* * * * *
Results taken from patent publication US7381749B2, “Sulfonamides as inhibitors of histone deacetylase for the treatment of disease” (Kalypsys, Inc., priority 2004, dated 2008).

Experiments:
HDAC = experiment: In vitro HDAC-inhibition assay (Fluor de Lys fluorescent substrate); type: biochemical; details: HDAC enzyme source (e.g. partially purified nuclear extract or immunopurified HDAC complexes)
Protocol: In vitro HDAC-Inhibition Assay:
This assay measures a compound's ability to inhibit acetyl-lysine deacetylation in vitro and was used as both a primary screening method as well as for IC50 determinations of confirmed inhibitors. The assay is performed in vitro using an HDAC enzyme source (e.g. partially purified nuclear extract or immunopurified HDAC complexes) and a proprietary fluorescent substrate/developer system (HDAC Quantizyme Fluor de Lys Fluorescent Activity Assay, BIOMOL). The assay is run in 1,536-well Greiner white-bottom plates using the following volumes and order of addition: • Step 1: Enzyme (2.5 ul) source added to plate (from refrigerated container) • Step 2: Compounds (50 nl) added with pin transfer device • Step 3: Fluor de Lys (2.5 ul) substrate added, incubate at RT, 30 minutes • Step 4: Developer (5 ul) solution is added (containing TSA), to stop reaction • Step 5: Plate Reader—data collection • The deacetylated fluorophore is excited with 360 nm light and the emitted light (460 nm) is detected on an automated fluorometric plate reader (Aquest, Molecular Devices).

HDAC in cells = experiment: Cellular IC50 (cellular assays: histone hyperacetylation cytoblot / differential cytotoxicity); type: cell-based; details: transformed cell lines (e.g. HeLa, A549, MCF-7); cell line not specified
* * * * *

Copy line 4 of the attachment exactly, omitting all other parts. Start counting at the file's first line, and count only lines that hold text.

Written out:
Protocol: In vitro HDAC-Inhibition Assay: